Another year and half later, I had finished my third album, this time with real instruments and vocals, and I learned a lot in the process. For one, I found that my playing and singing ability was far behind my composing. My timing was inconsistent, and I had to work hard to achieve half-way decent performances of what I was writing. Though I practiced and improved my chops, I also learned to do digital editing to fix the performances. Conspiracies and Racketeering was released in summer of 2000 following my freshman year at EMU.
     I originally declared an elementary education major in college. I love teaching, and there is a lack of male elementary teachers in this country. But I was frustrated with the way the program was run. The classes were taught poorly, with insultingly low expectations of the students, and I felt my time was being wasted. I looked into the music program, and, somewhat to my surprise, I passed the audition on classical guitar. Though I still wanted to pursue general education, I felt much more challenged and inspired by the music program. Unfortunately, EMU did not allow guitarists to pursue music education (some biased old rule...), so my final degree was a Bachelor of Music Performance.
      Through my studies at EMU, I got full-blown exposure to the classical music culture. I dedicated myself to the program, practicing often, and improved greatly as a player. Through it all, I still questioned everything, from the way material was presented to the validity of the classical claims about music. While the best professors inspired me, I spent many classes dwelling on how things could be taught more accurately and effectively.
     At EMU, I met a piano student with fantastic talent and dynamic charisma. Drew De Four and I jammed and talked of getting a band together, but he was still busy playing with his band from high school. He did, however, ask me to join a barbershop quartet with two other EMU music students. I liked what little barbershop I’d heard, so despite my busy schedule, I gave it a try.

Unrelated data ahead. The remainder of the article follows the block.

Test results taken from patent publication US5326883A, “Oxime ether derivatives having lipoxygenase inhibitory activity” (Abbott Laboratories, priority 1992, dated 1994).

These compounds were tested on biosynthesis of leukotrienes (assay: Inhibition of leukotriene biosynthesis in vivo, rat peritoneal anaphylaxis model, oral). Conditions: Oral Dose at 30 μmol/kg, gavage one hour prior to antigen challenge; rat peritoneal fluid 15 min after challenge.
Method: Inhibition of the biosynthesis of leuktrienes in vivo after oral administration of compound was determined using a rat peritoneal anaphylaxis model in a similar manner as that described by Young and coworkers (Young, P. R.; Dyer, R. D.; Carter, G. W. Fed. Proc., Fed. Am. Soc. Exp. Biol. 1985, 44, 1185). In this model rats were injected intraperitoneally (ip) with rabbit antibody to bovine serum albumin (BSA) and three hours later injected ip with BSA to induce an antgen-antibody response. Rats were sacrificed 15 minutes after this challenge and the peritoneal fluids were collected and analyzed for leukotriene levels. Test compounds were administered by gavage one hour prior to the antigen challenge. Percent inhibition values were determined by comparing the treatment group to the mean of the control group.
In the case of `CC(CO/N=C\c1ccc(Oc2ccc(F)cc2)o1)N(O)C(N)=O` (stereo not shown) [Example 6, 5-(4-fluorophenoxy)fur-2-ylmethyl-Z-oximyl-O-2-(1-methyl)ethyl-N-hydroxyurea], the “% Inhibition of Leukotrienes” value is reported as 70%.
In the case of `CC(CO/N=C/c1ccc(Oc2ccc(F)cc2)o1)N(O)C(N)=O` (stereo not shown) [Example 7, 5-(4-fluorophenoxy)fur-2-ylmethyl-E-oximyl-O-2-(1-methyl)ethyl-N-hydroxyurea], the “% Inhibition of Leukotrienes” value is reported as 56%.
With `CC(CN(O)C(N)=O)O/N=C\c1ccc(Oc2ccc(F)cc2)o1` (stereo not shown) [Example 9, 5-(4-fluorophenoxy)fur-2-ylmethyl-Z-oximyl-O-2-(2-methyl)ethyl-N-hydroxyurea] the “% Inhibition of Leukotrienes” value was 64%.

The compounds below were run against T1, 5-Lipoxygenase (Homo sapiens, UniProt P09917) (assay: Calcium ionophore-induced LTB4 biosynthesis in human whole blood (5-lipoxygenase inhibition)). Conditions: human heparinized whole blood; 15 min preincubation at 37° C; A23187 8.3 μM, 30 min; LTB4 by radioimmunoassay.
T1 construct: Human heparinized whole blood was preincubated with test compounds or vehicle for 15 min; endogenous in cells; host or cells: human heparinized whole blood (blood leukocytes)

Barbershop harmony has a blend and an approach that was different from any of the popular, experimental, classical, funk, techno, or other music styles to which I had been exposed. The way the parts worked and fit together challenged much of the music theory I was learning. I went back to relate what I was learning to my guitar and to my MIDI compositions and found that it was impossible. The tuning barbershop requires is more complex—yet in some ways more natural—than the simplified and compromised system used by guitar, Stick, and keyboard.
     I was particularly frustrated that all the guitar books, the professors, and my whole college education had misrepresented the nature of musical pitch. I began to obsessively study every resource I could get, reading book after book on physics, acoustics, and tuning theory. I lost some trust in the classical approach to theory and became determined that whatever I teach to others not have the misrepresentations and inaccuracies that I had been taught.
     I got particularly interested in world music and ethnomusicology. Besides enjoying many world styles, I felt that if barbershop showed exceptions to classical theory, then I would have to incorporate an understanding of all styles of music in order to know what was truly universal. I was grateful for the challenges and insights from my barbershop experience and so I wanted to seek out other new perspectives. By the time I graduated EMU in 2004, I had spent tremendous hours on music study, but my creative output had dwindled to mostly just pieces written for class assignments and composition lessons.
     In 2003, Drew’s band had broken up and he asked me to join him in starting a new band. The long story of that project is under the section here about The Closers. After two years, the band broke up and I returned to teaching and studying. I now teach full time, mostly guitar. In addition to future creative pursuits, I am looking into pursuing graduate studies and am especially interested in music cognition and other psychological and empirical approaches. I often think that maybe I should have focused on science all along, but, being so far into a music career, I think the best bet is to figure out how to incorporate science and music and my creative interests... There's so much in life to do, I certainly can't relate to anyone who complains of boredom. I am surely not alone in wishing I could have multiple lifetimes, but I'll try to keep making the most of the one I've got.